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A Lame Claim

In Christianity & Atheism on June 12, 2010 by thesignalinthenoise Tagged: , , , ,

"Science will win because it works."

When asked by Diane Sawyer of ABC News about the biggest mystery he’d like solved, renowned physicist Stephen Hawking replied, “I want to know why the universe exists, why there is something greater than nothing.” The video is available here. The interview also includes this exchange:

Sawyer: “So, to the people who say science and religion are irreconcilable, you say. . .?”

Hawking: “One could define God as the embodiment of the laws of nature. However, this is not what most people would think of as God. They mean a human-like being with whom one could have a personal relationship.”

Sawyer then asked him if there was a way to reconcile science and faith.

Hawking:  “There is a fundamental difference between religion, which is based on authority, [and] science, which is based on observation and reason. Science will win because it works.”

Not surprisingly, the blogosphere reacted.

From Jerry Coyne:

The last, terse sentence sums up in six words the entire history of science and faith….

It’s time to admit that those who still claim that religion and science are compatible–ignoring their fundamental and blatantly obvious differences in philosophy, methodology, and success at understanding the universe–are intellectually dishonest.

This is par for the course, of course, for Professor Coyne.  But is he right?

I think not (and obviously not).

First, religion is often based upon authority but isn’t necessarily.  Moreover, authority is a concept often honored in the breach.  That Christianity is exceedingly different today than it was, say, a thousand years ago is a testament to its adaptability. God, assuming He exists as traditionally posited, has authority.  But transmitting that authority through and to fallible human beings has proved…problematic.  Obviously, that’s one explanation why there are so many religions and so much disparity  in what they uphold.  In that sense, and in the sense of trying to explain how the physical world is, religion hasn’t fared very well.  However, if religion didn’t work in some crucial sense(s), it would have no adherents.  Religion surely works, too, albeit in a different manner.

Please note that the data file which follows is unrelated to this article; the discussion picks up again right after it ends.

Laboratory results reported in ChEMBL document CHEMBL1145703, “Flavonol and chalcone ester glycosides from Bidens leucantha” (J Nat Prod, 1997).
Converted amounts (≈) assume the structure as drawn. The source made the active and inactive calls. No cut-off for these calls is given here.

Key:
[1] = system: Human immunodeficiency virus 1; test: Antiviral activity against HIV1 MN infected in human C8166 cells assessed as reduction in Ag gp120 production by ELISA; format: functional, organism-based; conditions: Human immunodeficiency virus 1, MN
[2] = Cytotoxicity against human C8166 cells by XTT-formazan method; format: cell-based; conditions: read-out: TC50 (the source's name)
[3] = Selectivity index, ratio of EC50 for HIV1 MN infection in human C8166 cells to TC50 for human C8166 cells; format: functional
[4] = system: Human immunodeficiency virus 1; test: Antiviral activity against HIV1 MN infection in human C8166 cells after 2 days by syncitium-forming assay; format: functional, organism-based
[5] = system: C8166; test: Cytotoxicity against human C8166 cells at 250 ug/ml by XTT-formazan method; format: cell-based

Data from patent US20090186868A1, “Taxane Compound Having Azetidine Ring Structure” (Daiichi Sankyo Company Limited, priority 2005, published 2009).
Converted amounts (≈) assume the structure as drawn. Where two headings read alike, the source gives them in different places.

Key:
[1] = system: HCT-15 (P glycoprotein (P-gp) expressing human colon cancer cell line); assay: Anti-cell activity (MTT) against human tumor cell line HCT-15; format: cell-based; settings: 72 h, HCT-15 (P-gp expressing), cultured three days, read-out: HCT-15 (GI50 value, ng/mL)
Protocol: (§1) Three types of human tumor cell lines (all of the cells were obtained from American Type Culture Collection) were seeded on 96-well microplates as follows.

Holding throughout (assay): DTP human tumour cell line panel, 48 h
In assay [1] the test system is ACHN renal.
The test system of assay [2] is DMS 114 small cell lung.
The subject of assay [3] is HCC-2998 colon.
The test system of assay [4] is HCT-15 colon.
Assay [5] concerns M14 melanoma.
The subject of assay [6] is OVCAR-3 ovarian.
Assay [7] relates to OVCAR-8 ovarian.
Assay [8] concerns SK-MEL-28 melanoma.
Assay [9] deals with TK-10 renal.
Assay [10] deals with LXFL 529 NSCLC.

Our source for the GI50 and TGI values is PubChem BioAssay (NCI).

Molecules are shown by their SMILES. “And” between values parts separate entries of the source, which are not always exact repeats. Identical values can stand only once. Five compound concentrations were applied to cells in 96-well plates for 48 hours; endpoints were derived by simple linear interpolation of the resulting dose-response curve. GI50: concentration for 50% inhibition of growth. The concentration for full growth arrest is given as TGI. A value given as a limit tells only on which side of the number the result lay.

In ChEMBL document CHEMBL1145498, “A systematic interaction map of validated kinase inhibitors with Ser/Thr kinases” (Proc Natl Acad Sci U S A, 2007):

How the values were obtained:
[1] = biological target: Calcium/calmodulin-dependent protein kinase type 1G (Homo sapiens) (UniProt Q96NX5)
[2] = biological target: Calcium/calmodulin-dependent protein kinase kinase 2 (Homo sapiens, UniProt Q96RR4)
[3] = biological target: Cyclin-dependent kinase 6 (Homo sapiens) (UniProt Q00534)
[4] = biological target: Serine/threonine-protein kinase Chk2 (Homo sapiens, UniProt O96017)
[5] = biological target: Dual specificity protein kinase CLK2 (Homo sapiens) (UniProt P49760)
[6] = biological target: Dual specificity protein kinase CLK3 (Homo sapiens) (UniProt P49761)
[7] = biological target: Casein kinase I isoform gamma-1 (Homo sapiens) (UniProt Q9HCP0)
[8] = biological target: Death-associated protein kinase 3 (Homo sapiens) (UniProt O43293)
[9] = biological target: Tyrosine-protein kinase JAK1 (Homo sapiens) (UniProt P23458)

On the other hand, science (both as a method and as a body of knowledge) is a wonderful thing with innumerable impressive achievements.  Yet Coyne promises even more on its behalf.  Coyne claims that science’s philosophy (scientism?) beats any and all alternative conceptions.  Indeed, he claims that to think otherwise is intellectually dishonest.  But he doesn’t provide any idea of what this philosophy is or what it entails. Indeed, he offers no philosophical justification for his claim that science and religion are incompatible and offers no scientific justification for it either.  Perhaps he can suggest some experiments?  Science surely establishes that a number of religiously motivated claims (e.g., a 6,000 year-old earth) are incompatible with it.   But that is not the same thing as demonstrating philosophical incompatibility.  That failure is largely predicated upon the fact that science is not a philosophy and demands no particular philosophy.

Put another way, science surely works is the sense that its methodology is able tell us what is and, using this method to accumulate a body of knowledge, it is highly useful for us as we navigate our world.  But to what end does it work?